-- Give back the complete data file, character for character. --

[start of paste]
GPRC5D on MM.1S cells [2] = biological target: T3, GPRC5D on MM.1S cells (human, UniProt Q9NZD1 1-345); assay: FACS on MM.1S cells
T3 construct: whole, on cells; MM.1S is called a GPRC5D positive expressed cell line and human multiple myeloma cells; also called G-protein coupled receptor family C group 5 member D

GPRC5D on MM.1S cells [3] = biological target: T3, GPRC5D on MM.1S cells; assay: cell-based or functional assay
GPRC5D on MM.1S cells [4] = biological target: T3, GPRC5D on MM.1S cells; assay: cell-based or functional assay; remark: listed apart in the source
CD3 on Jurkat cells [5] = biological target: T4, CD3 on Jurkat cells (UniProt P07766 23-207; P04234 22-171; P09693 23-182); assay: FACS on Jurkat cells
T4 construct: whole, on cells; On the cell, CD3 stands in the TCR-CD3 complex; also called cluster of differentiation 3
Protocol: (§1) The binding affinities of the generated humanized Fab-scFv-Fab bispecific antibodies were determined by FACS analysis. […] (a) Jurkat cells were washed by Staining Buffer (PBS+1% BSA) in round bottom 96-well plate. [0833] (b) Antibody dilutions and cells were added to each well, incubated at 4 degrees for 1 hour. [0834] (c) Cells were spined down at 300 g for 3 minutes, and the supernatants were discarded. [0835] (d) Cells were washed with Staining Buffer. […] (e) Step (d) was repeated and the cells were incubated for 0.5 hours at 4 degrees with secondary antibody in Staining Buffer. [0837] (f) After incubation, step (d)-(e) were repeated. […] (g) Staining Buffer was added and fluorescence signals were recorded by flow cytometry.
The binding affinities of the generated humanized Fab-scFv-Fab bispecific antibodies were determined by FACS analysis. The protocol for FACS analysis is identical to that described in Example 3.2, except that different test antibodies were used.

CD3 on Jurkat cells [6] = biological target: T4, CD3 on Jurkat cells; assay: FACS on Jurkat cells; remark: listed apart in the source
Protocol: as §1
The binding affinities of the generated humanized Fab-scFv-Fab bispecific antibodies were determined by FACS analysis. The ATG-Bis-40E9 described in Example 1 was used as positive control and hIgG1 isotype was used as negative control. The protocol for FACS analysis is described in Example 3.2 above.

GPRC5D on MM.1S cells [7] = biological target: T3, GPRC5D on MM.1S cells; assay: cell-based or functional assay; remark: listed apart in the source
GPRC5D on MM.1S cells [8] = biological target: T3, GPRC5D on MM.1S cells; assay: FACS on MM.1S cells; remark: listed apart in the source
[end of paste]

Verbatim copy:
GPRC5D on MM.1S cells [2] = biological target: T3, GPRC5D on MM.1S cells (human, UniProt Q9NZD1 1-345); assay: FACS on MM.1S cells
T3 construct: whole, on cells; MM.1S is called a GPRC5D positive expressed cell line and human multiple myeloma cells; also called G-protein coupled receptor family C group 5 member D

GPRC5D on MM.1S cells [3] = biological target: T3, GPRC5D on MM.1S cells; assay: cell-based or functional assay
GPRC5D on MM.1S cells [4] = biological target: T3, GPRC5D on MM.1S cells; assay: cell-based or functional assay; remark: listed apart in the source
CD3 on Jurkat cells [5] = biological target: T4, CD3 on Jurkat cells (UniProt P07766 23-207; P04234 22-171; P09693 23-182); assay: FACS on Jurkat cells
T4 construct: whole, on cells; On the cell, CD3 stands in the TCR-CD3 complex; also called cluster of differentiation 3
Protocol: (§1) The binding affinities of the generated humanized Fab-scFv-Fab bispecific antibodies were determined by FACS analysis. […] (a) Jurkat cells were washed by Staining Buffer (PBS+1% BSA) in round bottom 96-well plate. [0833] (b) Antibody dilutions and cells were added to each well, incubated at 4 degrees for 1 hour. [0834] (c) Cells were spined down at 300 g for 3 minutes, and the supernatants were discarded. [0835] (d) Cells were washed with Staining Buffer. […] (e) Step (d) was repeated and the cells were incubated for 0.5 hours at 4 degrees with secondary antibody in Staining Buffer. [0837] (f) After incubation, step (d)-(e) were repeated. […] (g) Staining Buffer was added and fluorescence signals were recorded by flow cytometry.
The binding affinities of the generated humanized Fab-scFv-Fab bispecific antibodies were determined by FACS analysis. The protocol for FACS analysis is identical to that described in Example 3.2, except that different test antibodies were used.

CD3 on Jurkat cells [6] = biological target: T4, CD3 on Jurkat cells; assay: FACS on Jurkat cells; remark: listed apart in the source
Protocol: as §1
The binding affinities of the generated humanized Fab-scFv-Fab bispecific antibodies were determined by FACS analysis. The ATG-Bis-40E9 described in Example 1 was used as positive control and hIgG1 isotype was used as negative control. The protocol for FACS analysis is described in Example 3.2 above.

GPRC5D on MM.1S cells [7] = biological target: T3, GPRC5D on MM.1S cells; assay: cell-based or functional assay; remark: listed apart in the source
GPRC5D on MM.1S cells [8] = biological target: T3, GPRC5D on MM.1S cells; assay: FACS on MM.1S cells; remark: listed apart in the source